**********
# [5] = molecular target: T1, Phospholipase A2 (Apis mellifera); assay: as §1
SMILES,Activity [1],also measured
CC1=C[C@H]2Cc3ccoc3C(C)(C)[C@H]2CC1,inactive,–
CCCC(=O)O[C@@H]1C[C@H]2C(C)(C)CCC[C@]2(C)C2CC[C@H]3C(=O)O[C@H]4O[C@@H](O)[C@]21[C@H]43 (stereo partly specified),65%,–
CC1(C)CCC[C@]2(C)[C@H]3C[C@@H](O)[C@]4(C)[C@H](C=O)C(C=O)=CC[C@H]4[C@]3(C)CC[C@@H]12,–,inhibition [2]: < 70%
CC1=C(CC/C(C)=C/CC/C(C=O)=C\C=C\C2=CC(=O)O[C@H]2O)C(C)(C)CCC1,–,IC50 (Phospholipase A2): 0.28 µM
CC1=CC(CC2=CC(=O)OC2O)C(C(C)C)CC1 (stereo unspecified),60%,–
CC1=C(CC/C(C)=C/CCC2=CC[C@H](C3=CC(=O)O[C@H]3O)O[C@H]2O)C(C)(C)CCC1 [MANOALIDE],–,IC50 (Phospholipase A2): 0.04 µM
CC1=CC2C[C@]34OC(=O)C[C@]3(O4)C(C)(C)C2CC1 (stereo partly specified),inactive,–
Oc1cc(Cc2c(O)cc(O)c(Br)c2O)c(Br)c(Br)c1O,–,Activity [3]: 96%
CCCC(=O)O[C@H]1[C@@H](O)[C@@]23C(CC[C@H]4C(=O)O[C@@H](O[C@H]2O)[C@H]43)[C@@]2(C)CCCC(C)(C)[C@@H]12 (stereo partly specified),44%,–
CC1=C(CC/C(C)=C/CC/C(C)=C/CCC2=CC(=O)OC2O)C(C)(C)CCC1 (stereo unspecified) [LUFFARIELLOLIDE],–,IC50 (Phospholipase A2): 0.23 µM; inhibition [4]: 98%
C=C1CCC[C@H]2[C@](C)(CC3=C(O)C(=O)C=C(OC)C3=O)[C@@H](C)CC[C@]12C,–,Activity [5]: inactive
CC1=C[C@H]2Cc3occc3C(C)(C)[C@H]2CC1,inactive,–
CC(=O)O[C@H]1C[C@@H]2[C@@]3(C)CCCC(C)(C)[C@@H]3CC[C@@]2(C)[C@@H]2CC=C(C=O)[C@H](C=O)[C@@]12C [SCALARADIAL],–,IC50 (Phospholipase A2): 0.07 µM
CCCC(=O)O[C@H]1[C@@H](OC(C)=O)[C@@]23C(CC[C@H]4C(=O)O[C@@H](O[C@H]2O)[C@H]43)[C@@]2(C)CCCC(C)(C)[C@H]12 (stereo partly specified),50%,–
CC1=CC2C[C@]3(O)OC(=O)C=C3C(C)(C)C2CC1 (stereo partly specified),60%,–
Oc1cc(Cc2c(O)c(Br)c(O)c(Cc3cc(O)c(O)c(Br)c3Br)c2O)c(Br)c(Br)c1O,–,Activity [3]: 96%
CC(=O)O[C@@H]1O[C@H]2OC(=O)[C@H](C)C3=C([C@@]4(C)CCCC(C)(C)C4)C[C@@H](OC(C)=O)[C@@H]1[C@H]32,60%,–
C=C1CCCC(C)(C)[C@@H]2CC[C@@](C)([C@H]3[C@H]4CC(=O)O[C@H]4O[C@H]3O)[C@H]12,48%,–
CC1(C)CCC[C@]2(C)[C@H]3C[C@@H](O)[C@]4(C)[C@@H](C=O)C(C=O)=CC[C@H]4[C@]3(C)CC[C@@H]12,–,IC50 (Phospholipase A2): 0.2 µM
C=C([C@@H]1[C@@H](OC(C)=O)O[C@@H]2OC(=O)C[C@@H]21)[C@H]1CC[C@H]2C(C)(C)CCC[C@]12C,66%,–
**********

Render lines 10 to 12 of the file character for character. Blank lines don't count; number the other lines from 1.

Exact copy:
Oc1cc(Cc2c(O)cc(O)c(Br)c2O)c(Br)c(Br)c1O,–,Activity [3]: 96%
CCCC(=O)O[C@H]1[C@@H](O)[C@@]23C(CC[C@H]4C(=O)O[C@@H](O[C@H]2O)[C@H]43)[C@@]2(C)CCCC(C)(C)[C@@H]12 (stereo partly specified),44%,–
CC1=C(CC/C(C)=C/CC/C(C)=C/CCC2=CC(=O)OC2O)C(C)(C)CCC1 (stereo unspecified) [LUFFARIELLOLIDE],–,IC50 (Phospholipase A2): 0.23 µM; inhibition [4]: 98%